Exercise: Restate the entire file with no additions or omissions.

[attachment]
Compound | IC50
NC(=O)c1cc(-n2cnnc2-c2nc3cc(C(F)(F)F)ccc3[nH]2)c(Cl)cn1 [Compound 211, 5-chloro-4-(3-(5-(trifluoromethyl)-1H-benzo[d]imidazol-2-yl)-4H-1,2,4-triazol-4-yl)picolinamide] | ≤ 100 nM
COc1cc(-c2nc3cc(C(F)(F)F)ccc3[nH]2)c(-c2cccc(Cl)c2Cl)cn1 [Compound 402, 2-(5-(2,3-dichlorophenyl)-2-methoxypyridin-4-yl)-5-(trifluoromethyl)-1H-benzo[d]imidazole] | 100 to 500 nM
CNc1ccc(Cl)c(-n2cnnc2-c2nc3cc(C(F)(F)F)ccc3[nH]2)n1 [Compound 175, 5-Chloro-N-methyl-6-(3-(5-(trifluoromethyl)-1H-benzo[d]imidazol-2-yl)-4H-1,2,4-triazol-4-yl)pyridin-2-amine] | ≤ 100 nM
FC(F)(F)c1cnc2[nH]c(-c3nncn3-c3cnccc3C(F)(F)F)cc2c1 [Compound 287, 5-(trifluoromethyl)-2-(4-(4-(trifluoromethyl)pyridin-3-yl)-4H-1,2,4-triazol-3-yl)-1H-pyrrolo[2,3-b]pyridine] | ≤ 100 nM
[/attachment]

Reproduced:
Compound | IC50
NC(=O)c1cc(-n2cnnc2-c2nc3cc(C(F)(F)F)ccc3[nH]2)c(Cl)cn1 [Compound 211, 5-chloro-4-(3-(5-(trifluoromethyl)-1H-benzo[d]imidazol-2-yl)-4H-1,2,4-triazol-4-yl)picolinamide] | ≤ 100 nM
COc1cc(-c2nc3cc(C(F)(F)F)ccc3[nH]2)c(-c2cccc(Cl)c2Cl)cn1 [Compound 402, 2-(5-(2,3-dichlorophenyl)-2-methoxypyridin-4-yl)-5-(trifluoromethyl)-1H-benzo[d]imidazole] | 100 to 500 nM
CNc1ccc(Cl)c(-n2cnnc2-c2nc3cc(C(F)(F)F)ccc3[nH]2)n1 [Compound 175, 5-Chloro-N-methyl-6-(3-(5-(trifluoromethyl)-1H-benzo[d]imidazol-2-yl)-4H-1,2,4-triazol-4-yl)pyridin-2-amine] | ≤ 100 nM
FC(F)(F)c1cnc2[nH]c(-c3nncn3-c3cnccc3C(F)(F)F)cc2c1 [Compound 287, 5-(trifluoromethyl)-2-(4-(4-(trifluoromethyl)pyridin-3-yl)-4H-1,2,4-triazol-3-yl)-1H-pyrrolo[2,3-b]pyridine] | ≤ 100 nM